Mark Zuckerberg Loses $18.8 BILLION In Just TWO HOURS And Drops From Fourth To Eighth In World’s Richest List


Mark Zuckerberg lost nearly $20billion in just two hours last week Wednesday.

The Facebook CEO saw his net worth tumble by $18.8billion, a record drop, in after-hours trading, taking him down four spots in Forbes’ World Billionaires List.

Zuckerberg woke up as the fourth richest person in the world with an $82.4billion net worth on Wednesday but was in the eighth spot by the end of the day.

The massive hit came as Facebook’s shares plunged by $150 billion after the tech giant failed to meet Wall Street’s estimates for user growth and quarterly revenue.


By Wednesday evening, almost $150 billion had been wiped off of Facebook’s market cap as a result of the stock’s plunge.


Daily active users (DAUs) – DAUs were 1.47 billion on average for June 2018, an increase of 11% year-over-year.

Monthly active users (MAUs) – MAUs were 2.23 billion as of June 30, 2018, an increase of 11% year-over-year.

Mobile advertising revenue – Mobile advertising revenue represented approximately 91% of advertising revenue for the second quarter of 2018, up from approximately 87% of advertising revenue in the second quarter of 2017.

Capital expenditures – Capital expenditures for the second quarter of 2018 were $3.46billion.

Cash and cash equivalents and marketable securities – Cash and cash equivalents and marketable securities were $42.31billion at the end of the second quarter of 2018.

Headcount – Headcount was 30,275 as of June 30, 2018, an increase of 47% year-over-year.

The disappointing results come after Facebook has been embroiled in a data scandal affecting millions of users – an event that the firm’s top leadership acknowledged as a factor weighing on user growth during the second quarter.

Total monthly active users came in at 2.23 billion, which fell short of analysts’ estimated 2.25 billion.

Users in Europe dropped from 377 million to 376 million, partly as a result of the new General Data Protection Regulation rules.

Facebook executives made investors even more nervous when they warned of further revenue deceleration in a call with analysts.

CFO David Wehner said Facebook expects to see high-single digit drops in year-over-year revenue growth during the next few quarters.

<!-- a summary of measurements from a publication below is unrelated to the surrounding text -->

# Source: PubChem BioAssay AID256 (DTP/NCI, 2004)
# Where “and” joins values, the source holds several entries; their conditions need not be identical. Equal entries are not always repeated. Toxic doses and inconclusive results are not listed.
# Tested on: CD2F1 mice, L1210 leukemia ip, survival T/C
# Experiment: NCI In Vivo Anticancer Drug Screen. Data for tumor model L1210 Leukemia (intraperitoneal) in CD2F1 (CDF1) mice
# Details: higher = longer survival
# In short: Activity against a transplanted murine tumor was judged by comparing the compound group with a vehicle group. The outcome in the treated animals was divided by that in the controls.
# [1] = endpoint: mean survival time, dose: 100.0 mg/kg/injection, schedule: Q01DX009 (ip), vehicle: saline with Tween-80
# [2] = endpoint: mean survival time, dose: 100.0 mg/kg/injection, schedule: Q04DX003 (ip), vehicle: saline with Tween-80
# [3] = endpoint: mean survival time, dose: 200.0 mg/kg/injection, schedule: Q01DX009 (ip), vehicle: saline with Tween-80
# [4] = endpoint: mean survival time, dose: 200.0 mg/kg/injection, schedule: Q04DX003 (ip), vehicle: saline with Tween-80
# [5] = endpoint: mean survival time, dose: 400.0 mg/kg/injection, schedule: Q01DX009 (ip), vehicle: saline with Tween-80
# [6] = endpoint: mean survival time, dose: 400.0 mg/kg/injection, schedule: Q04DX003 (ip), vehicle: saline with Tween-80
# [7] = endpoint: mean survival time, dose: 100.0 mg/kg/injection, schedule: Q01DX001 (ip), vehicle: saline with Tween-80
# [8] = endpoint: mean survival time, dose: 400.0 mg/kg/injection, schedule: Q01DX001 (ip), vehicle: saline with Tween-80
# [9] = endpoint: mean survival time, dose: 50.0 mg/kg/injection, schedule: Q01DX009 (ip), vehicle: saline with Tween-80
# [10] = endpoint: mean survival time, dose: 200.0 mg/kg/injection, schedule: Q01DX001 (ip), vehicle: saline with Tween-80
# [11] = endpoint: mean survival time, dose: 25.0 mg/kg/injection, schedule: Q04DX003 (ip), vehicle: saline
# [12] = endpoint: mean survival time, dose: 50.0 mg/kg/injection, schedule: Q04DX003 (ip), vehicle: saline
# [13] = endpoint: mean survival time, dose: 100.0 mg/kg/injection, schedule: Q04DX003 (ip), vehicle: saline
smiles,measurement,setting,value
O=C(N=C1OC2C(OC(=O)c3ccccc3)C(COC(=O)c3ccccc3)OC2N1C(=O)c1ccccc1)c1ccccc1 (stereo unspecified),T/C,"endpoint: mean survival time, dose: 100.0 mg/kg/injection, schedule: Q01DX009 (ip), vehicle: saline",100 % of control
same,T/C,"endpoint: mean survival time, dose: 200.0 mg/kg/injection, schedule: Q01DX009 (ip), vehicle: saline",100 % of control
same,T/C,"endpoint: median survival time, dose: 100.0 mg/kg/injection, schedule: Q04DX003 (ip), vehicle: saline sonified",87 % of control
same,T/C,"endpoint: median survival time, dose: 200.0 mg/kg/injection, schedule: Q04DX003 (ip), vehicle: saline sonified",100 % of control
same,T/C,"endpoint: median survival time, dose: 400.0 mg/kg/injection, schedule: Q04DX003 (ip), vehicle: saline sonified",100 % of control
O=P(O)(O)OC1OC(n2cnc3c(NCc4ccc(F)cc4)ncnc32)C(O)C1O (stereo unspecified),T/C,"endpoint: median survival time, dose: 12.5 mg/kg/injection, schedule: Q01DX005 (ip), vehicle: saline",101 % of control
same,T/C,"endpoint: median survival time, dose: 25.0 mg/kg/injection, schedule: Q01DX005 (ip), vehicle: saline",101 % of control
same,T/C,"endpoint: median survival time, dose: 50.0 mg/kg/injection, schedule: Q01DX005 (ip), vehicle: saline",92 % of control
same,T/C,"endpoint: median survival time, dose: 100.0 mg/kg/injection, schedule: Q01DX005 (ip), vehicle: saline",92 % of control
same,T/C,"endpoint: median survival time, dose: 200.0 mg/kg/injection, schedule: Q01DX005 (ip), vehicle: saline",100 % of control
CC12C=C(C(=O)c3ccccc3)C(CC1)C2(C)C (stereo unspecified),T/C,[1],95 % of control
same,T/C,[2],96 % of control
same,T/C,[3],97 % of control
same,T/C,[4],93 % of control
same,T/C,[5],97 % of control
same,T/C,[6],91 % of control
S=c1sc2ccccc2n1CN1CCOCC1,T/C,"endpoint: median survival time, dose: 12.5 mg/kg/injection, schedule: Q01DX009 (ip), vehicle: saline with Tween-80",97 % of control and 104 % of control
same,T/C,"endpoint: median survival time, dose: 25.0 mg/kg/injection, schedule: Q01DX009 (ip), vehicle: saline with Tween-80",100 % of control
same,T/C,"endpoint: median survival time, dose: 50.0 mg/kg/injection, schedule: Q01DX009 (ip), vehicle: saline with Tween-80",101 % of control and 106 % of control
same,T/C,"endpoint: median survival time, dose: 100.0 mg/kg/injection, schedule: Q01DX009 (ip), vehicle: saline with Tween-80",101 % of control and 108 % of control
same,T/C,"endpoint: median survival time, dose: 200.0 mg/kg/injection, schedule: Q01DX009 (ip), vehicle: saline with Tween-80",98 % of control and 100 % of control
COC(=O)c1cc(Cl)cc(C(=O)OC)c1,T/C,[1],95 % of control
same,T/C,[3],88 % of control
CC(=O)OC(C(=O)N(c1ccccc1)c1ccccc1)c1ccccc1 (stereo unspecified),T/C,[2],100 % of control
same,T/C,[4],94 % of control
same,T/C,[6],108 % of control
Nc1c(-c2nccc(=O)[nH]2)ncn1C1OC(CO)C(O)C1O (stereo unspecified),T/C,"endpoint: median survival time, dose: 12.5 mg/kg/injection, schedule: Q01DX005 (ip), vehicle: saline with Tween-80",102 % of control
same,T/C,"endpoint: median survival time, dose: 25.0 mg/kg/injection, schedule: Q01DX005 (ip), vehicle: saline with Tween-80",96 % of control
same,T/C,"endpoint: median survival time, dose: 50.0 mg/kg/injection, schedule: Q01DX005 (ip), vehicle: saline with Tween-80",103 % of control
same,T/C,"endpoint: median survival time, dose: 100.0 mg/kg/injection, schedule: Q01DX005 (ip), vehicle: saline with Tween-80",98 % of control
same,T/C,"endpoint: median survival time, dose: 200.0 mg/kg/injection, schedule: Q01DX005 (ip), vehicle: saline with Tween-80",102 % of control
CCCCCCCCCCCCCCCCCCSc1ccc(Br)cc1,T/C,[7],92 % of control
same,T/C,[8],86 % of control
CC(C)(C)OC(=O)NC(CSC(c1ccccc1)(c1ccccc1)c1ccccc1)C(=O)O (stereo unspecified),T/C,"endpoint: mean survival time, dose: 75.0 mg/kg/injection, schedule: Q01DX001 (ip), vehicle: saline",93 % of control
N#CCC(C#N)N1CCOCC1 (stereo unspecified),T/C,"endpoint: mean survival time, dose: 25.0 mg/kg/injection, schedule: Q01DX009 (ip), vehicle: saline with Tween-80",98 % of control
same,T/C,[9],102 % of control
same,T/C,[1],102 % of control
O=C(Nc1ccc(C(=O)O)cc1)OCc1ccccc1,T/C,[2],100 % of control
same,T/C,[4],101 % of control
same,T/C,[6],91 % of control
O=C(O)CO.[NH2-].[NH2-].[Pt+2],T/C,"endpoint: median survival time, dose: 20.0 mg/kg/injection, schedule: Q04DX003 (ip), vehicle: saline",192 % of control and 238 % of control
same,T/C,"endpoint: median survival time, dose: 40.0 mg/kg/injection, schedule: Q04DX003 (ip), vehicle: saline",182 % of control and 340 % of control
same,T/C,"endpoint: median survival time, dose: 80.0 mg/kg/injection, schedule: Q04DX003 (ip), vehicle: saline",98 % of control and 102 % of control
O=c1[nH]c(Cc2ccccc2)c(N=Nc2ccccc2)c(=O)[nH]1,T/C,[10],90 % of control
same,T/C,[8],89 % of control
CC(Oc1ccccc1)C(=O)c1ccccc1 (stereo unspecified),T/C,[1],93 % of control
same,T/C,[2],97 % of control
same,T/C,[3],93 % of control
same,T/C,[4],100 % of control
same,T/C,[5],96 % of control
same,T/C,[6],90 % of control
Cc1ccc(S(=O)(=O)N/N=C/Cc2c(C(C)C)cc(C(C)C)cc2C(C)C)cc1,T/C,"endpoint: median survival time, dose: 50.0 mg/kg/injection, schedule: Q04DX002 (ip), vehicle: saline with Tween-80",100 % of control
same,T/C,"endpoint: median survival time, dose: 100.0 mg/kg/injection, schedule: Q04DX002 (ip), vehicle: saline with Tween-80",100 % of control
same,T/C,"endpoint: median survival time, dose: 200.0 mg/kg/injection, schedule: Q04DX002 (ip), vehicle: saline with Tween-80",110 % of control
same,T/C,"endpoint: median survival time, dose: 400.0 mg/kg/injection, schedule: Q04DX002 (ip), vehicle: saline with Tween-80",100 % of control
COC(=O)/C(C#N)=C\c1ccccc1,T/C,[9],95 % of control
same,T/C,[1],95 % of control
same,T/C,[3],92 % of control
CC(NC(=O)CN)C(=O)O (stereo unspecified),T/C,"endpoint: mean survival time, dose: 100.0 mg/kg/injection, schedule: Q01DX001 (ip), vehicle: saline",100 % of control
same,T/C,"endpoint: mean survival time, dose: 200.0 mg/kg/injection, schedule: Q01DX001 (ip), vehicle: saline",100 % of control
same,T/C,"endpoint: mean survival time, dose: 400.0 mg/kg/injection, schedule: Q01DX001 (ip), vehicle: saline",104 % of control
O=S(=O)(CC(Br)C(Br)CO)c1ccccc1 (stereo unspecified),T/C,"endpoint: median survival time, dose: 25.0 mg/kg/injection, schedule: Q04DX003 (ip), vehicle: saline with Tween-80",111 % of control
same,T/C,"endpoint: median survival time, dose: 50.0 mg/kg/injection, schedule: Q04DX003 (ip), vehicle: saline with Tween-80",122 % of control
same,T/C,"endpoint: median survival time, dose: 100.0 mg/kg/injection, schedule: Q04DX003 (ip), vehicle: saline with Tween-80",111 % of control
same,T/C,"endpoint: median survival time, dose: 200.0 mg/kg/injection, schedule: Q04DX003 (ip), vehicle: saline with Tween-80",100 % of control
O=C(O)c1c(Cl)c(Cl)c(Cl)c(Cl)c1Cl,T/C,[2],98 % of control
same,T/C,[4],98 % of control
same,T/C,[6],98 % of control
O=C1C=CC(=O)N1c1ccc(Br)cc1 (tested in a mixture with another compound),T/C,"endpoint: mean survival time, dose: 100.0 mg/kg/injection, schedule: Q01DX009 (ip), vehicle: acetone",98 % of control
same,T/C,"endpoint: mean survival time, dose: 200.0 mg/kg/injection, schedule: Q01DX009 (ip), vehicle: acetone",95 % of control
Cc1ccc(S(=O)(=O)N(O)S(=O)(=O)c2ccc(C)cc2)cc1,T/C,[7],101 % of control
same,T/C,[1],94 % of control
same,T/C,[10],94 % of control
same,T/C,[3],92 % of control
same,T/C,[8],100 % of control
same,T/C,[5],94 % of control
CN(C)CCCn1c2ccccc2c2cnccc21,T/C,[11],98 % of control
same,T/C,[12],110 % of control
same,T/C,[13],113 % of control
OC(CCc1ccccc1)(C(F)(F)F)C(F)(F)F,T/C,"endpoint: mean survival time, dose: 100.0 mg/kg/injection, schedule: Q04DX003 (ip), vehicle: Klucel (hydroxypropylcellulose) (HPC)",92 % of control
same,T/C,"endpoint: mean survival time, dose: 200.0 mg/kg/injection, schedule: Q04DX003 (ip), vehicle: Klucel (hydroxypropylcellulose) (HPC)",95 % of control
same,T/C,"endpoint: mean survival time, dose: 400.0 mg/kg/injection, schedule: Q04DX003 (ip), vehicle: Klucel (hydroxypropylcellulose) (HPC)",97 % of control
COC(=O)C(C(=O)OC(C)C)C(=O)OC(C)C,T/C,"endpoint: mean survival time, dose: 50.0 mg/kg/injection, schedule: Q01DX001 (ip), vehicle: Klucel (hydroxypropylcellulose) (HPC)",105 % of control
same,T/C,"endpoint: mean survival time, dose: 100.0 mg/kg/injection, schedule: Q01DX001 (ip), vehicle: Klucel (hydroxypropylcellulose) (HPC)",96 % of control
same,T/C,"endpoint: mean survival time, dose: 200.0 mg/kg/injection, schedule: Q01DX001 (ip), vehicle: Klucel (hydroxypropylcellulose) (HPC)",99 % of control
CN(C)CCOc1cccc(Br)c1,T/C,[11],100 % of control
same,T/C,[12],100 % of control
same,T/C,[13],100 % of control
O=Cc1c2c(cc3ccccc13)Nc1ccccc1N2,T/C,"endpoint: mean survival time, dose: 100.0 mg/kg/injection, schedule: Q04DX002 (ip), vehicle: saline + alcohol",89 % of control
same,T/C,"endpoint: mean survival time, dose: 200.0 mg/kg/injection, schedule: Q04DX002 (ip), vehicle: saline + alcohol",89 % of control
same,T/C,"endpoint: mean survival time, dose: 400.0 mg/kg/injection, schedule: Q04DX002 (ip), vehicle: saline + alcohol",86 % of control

He cited the new GDPR rules, user privacy controls and currency headwinds as factors contributing to the deceleration.

Wehner reiterated that GDPR didn’t have a significant impact on revenues because it was implemented toward the tail-end of the quarter, but he said that could change in the coming quarters.

The Cambridge Analytica scandal prompted several apologies from Zuckerberg and generated calls for users to desert Facebook, which has grown strongly since launching as a public company in 2012.

Ad sales in Facebook’s second quarter rose 42 percent to $13.04billion but costs, bolstered by moves to improve content and security after the data scandal, rose 50 percent from a year earlier to $7.37billion.


Total revenue rose 41.9 percent to $13.23billion, while Wall Street was looking for revenue of $13.36billion.

Ahead of the announcement, industry experts had predicted that the number of active users visiting the social network would either drop or flat line.

Facebook has never reported anything other than user growth in Europe.

Still, Zuckerberg assured investors that Facebook continues to see growth on its core platform, as well as its other properties, which include Instagram, WhatsApp and Messenger.

For the first time ever, Zuckerberg provided user growth data on those properties, saying that Facebook now has 2.5 billion people who use at least one of its apps, referring to users who may have an Instagram account, as well as a Facebook profile.

‘Our community and business continue to grow quickly,’ said Mark Zuckerberg.

‘We are committed to investing to keep people safe and secure, and to keep building meaningful new ways to help people connect.’


Daily Active Users (DAUs) were 1.47 billion on average for June 2018, an increase of 11% year-over-year. Meanwhile, users in Europe dropped from 377 million to 376 million.


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